National law firms are investing $10 million to $12 million annually each to direct Google searches to websites that they control in an effort to find new clients to file lawsuits against insurance companies, according to 4Warn, a New Hampshire-based data analytics company.
Joseph Petrelli, co-founder of 4Warn, says that the surge in new litigation created by search-engine optimization techniques led directly to the insolvency of several Florida insurance carriers. His company provides consulting services to insurers to mitigate against what Petrelli calls “technology enabled claims instigation.”
Petrelli said his company searched for patterns after purchasing from Google a database with trillions of search engine results related to insurance. He and 4Warn cofounder Todd Kozikowski presented their findings during a webcast last week with Artemis, a website that reports on the reinsurance industry.
“We’ve always had litigation in the insurance industry,” Petrelli said. “What we are talking about now is the ability to accelerate claims frequency by opportunists.”
4Warn is not the first company to note an increase in insurance litigation. Lex Machina reported last month that there was a 30% increase in the number of lawsuits involving insurers in federal court since last year. The number of federal insurance lawsuits has been rising steadily since 2017, Lex Machina said.
Petrelli said the impact of a successful lawsuit against an insurer once went no further than the cost of the award. But that was before technology.
“Now the litigator can get funding via a litigation marketing firm and say, ‘Go find me as many policyholders as you can of XYZ Insurance Co. because they have a bad policy provision,” he said. “The opportunists know that it going to take at least a year for a filed correction the department of insurance to address the issue until that gets rolled on to the other policyholders.”
Petrelli is an actuary. He said the liquidation of six Florida insurance carriers over a five-year period piqued his curiosity. He is the founder of Demotech, a company that provides financial stability ratings for carriers often not rated by the large rating houses.
Petrelli said Florida insurers have long been accustomed to a disproportionate number of lawsuits, compared to other states. Carriers buttress their reserves to cope with the litigation. But something changed around 2016. He said he knew that something more than billboards and advertising by plaintiff’s firms was driving a huge number of new lawsuits.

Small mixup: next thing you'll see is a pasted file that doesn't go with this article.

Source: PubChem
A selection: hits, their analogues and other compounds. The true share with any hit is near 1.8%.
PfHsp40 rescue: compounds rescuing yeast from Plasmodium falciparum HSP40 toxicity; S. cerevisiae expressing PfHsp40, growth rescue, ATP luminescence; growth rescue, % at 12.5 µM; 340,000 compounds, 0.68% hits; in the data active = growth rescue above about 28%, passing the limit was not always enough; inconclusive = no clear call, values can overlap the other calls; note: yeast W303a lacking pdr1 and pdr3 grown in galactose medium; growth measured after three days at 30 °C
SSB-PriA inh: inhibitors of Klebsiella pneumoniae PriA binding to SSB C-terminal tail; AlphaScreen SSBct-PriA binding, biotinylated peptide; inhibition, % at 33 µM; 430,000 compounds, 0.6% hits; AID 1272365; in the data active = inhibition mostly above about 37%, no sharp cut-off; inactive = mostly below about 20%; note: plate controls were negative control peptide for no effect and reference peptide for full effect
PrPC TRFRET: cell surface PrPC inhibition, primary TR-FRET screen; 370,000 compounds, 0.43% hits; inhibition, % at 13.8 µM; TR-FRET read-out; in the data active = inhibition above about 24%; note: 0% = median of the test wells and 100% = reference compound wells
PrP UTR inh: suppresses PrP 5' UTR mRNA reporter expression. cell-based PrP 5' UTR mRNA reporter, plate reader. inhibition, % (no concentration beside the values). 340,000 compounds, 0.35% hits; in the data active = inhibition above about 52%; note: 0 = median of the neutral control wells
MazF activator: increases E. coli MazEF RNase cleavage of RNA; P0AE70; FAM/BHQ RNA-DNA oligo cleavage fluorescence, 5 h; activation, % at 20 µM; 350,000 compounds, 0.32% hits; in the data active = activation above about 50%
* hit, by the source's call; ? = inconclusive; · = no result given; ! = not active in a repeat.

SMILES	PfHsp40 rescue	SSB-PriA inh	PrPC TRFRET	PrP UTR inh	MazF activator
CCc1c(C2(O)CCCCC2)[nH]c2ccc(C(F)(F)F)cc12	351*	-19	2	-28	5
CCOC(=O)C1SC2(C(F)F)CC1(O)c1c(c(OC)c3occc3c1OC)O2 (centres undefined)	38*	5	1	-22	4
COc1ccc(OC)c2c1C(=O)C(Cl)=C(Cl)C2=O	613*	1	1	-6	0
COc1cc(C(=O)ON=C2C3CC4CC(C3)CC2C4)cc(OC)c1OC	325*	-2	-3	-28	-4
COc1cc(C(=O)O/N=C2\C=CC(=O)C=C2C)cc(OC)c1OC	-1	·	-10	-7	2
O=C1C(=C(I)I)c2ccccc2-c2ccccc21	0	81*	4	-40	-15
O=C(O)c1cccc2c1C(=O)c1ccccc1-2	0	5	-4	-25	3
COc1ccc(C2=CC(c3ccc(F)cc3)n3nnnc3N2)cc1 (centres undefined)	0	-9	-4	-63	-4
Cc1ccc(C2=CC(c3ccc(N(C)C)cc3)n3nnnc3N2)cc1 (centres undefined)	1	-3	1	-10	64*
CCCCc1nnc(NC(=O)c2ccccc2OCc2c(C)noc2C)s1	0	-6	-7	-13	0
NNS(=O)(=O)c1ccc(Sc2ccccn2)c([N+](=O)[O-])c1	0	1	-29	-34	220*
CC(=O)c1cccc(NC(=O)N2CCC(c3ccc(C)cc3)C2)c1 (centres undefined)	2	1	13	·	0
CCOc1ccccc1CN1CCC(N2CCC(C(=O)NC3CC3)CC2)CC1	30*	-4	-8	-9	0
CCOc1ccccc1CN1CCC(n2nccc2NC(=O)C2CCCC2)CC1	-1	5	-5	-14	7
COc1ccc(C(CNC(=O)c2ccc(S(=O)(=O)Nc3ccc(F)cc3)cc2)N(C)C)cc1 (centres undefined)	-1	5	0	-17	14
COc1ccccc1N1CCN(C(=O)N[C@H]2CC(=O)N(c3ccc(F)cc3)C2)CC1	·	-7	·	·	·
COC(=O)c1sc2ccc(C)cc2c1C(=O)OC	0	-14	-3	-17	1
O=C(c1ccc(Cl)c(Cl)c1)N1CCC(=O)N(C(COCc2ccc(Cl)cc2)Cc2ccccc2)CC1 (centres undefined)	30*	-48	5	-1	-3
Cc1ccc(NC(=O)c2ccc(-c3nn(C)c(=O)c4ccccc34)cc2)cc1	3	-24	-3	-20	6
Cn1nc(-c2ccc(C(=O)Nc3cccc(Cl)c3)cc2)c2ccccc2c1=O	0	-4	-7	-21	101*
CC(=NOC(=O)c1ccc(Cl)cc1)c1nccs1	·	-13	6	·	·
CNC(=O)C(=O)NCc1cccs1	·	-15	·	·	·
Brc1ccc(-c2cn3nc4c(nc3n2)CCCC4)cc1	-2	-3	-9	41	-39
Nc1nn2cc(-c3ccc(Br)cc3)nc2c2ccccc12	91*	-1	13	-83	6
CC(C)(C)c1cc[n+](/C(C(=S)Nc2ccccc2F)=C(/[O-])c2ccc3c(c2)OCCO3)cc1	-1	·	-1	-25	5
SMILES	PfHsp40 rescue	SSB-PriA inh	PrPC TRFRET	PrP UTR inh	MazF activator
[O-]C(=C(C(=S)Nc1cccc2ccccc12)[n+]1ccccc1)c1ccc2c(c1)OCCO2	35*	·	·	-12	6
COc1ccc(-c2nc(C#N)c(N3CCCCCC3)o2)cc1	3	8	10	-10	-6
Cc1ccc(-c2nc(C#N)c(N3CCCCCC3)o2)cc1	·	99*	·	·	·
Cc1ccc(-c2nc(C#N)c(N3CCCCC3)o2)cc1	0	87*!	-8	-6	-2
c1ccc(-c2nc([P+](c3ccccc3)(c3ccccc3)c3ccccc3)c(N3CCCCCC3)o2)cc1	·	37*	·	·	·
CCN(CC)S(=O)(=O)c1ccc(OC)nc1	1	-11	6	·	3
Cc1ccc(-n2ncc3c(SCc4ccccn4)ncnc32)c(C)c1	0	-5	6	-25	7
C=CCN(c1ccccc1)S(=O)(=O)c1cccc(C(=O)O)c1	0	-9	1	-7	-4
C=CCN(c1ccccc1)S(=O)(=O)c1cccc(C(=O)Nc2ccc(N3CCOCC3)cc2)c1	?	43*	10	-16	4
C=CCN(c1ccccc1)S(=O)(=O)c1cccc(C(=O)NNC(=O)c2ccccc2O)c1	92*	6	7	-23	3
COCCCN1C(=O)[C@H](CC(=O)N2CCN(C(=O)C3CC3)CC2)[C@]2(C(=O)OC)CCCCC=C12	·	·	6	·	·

St. John’s Insurance Co. is one case in point. The carrier was involved in 180 lawsuits in 2016. The number of suits doubled each year since, reaching 3,508 in 2021. The Florida Office of Insurance Regulation declared the carrier insolvent in 2022.
Petrelli enlisted Kozikowski, a data analytics expert, to help him find out what was going on. After purchasing data from Google, the two concluded that leads generated through Google searches was driving the increase.
Anyone who has used Google to search a topic is likely aware that the results listed at the top of the results are “sponsored” — meaning some company paid to appear prominently on the search-return page. Petrelli said law firms and public adjusters purchase the rights to search terms such as “XYZ Insurance” or “Hurricane Ida claims help.” The data showed one public adjuster was spending $650,000 for sponsored search returns.
Kozikowski said in an email that five large law firms are spending about $45 million a year on Google search returns. He said some of the 43 law firms that 4Warn initially identified as Google search return purchasers have “settled down” in recent months, but new law firms have emerged that are spending $5 million each on Google searches.
When internet users click on a sponsored search result, they arrive at the sponsor’s website. Now a homeowner who may have been trying to find out how to get in touch with his insurer’s claims department is put in touch with a law firm or public adjuster, Petrelli said.
Petrelli said the data they purchased from Google showed that one national law firm was spending $861,000 a month on sponsored Google search returns.
Petrelli refused to identify the law firms that are spending on Google search returns. He said he doesn’t want to invite litigation. 4Warn does provide the identities of the law firms, and the key words they are purchasing, to its customers, he said.
Petrelli presented his findings to the National Association of Insurance Commissioners’ Market Regulation and Consumer Affairs Committee in March. He said regulators were interested, but most told him that there was little they can do because there was no evidence that anyone was violating the law.
But Petrelli says as an actuary, he finds it unlikely that law firms and public adjusters who invest so heavily in Google search returns always comply with the law. He said the disclosure earlier this year that the McClenny Moseley & Associates has used a marketing firm to generate client leads demonstrates how such data can be misused. The Houston-based law firm is accused of attempting to settle insurance claims on behalf of homeowners that it did not represent.
MMA filed more than 1,600 lawsuits in the Western District of Louisiana over the course of several days. Petrelli said law firms that are investing in search-engine advertising are working toward similar numbers, which will drive up claim frequency.
“Without control of claim frequency, insurance companies will quickly lose control of rate adequacy,” he said. “There’s no doubt. It’s just the actuarial formula.”
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